Are investors addicted to stimulus? LeFrak says interest rates have barely risen yet. “If we saw rates normalize, a lot transactions that have happened in the last 24 months would be trashed.” He says the leverage isn’t coming from the banks, it’s coming from the hedge funds. Banks are doing very conservative underwriting.
Steven Witkoff agrees, people in RE are being very conservative. Cheap capital is making life tenable for owners and operators, but what happens when it goes away.
Doug Yearley of Toll Brothers is talking mortgage rates – rates at 4 and change for a mortgage are still incredibly cheap, but the market is still adjusting to it. He’s saying that while new home builds are flat this summer, they’re up against comps from 2012 where builds were up 75% over 2011. He thinks the demographics are in place for continued gains in housing. “This rate is fine, we’re not hearing it from the client.” Our buyers are the higher end, they’re more worried about their jobs than watching mortgage rates tick-by-tick. 20% of our buyers are all-cash.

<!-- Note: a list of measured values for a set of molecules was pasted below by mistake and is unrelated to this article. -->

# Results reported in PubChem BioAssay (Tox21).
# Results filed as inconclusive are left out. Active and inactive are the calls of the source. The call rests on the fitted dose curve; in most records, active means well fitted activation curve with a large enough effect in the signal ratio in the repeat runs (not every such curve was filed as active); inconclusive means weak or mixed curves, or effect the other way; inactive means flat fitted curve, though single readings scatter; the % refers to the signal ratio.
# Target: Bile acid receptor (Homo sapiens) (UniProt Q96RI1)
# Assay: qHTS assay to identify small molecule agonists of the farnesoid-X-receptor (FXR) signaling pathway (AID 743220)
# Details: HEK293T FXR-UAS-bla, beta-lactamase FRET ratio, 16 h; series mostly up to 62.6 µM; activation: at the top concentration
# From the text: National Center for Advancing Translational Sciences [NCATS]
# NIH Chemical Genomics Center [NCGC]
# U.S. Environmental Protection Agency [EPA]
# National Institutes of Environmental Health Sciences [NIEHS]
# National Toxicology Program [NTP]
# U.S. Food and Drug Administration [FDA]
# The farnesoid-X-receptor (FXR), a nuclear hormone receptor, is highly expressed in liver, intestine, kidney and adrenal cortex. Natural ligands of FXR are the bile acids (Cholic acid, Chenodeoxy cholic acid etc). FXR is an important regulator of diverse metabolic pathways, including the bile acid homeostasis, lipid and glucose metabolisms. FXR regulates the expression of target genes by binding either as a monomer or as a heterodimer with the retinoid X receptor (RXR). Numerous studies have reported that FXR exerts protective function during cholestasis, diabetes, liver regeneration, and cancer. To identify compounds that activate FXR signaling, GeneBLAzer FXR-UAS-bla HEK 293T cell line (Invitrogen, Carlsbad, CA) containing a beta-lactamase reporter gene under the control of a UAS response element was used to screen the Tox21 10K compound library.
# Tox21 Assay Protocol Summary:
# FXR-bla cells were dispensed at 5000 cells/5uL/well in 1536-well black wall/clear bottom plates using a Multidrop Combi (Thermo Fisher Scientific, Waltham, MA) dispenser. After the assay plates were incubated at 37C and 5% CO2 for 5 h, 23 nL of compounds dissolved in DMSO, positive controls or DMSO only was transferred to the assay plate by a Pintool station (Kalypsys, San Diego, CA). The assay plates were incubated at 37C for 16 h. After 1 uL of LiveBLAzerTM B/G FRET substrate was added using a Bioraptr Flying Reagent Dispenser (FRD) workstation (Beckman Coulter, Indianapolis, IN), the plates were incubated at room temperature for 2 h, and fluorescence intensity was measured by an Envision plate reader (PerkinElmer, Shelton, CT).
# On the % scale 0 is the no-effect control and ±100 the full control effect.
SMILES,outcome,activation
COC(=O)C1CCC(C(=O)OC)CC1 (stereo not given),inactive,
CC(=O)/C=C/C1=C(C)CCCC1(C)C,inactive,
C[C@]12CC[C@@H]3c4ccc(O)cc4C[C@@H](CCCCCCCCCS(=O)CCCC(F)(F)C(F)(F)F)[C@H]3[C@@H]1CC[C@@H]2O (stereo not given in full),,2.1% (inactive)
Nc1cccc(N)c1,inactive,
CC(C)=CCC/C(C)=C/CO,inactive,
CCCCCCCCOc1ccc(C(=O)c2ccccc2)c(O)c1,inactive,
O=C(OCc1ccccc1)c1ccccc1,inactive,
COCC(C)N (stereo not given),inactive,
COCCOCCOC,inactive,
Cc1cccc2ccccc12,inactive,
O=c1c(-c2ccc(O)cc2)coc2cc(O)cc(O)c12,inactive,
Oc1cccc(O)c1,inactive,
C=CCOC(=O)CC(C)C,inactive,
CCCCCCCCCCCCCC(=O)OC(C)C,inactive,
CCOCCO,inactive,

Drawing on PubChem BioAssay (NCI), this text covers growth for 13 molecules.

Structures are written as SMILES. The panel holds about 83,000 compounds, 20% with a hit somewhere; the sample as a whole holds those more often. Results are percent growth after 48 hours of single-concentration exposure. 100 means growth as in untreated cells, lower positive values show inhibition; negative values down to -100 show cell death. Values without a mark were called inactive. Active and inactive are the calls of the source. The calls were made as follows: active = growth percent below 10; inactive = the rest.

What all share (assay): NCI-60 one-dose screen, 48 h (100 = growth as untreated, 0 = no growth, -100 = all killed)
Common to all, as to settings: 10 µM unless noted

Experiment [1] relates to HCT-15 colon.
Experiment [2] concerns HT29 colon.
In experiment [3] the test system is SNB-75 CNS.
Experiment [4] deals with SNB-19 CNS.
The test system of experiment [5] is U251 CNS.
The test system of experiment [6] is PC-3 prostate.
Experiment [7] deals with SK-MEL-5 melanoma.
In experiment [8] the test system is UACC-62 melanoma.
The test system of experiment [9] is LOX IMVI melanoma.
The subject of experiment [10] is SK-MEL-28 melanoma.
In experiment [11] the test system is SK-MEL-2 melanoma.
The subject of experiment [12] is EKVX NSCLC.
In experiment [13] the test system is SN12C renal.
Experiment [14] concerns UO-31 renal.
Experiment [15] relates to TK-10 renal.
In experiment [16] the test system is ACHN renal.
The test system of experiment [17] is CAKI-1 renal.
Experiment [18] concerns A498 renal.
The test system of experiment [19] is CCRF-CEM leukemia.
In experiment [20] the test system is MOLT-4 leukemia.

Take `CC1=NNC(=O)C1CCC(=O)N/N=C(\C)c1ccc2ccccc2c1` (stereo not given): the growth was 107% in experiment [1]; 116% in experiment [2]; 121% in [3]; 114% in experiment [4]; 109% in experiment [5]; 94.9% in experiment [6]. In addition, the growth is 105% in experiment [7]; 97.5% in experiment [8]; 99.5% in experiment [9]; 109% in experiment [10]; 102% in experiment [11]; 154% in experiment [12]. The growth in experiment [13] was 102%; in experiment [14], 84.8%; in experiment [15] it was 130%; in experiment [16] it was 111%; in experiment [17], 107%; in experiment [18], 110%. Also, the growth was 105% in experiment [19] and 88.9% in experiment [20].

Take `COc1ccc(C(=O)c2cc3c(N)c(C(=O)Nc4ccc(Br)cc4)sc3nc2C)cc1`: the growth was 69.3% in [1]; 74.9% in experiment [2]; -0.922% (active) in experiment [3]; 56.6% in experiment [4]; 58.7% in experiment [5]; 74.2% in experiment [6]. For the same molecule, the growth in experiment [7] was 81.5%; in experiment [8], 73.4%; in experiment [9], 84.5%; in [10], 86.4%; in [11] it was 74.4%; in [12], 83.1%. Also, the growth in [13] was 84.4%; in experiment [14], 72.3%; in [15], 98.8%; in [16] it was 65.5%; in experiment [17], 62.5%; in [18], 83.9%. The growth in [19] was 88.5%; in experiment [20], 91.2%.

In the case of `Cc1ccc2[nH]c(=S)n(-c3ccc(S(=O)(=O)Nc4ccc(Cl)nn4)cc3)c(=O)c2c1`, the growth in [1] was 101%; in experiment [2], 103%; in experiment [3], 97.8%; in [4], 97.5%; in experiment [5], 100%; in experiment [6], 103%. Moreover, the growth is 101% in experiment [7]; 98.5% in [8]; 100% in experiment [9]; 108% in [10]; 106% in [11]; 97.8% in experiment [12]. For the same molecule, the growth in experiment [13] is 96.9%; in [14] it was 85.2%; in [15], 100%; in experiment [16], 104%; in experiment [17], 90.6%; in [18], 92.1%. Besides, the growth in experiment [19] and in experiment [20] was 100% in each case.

Witkoff says he’s been selling out high-end Manhattan apartment developments at a record pace.
LeFrak says people are now leaving multi-family homes from his portfolio and the reason they keep citing is that they’re leaving to buy a home. Which is a positive. He then cites the fact that two of the most iconic office buildings in midtown Manhattan have just been converted to residential condos. “People are highly optimistic about the future of high-end condominiums.” (josh’s comment: the death of office space? secular trend? or will office demand resume with employment?)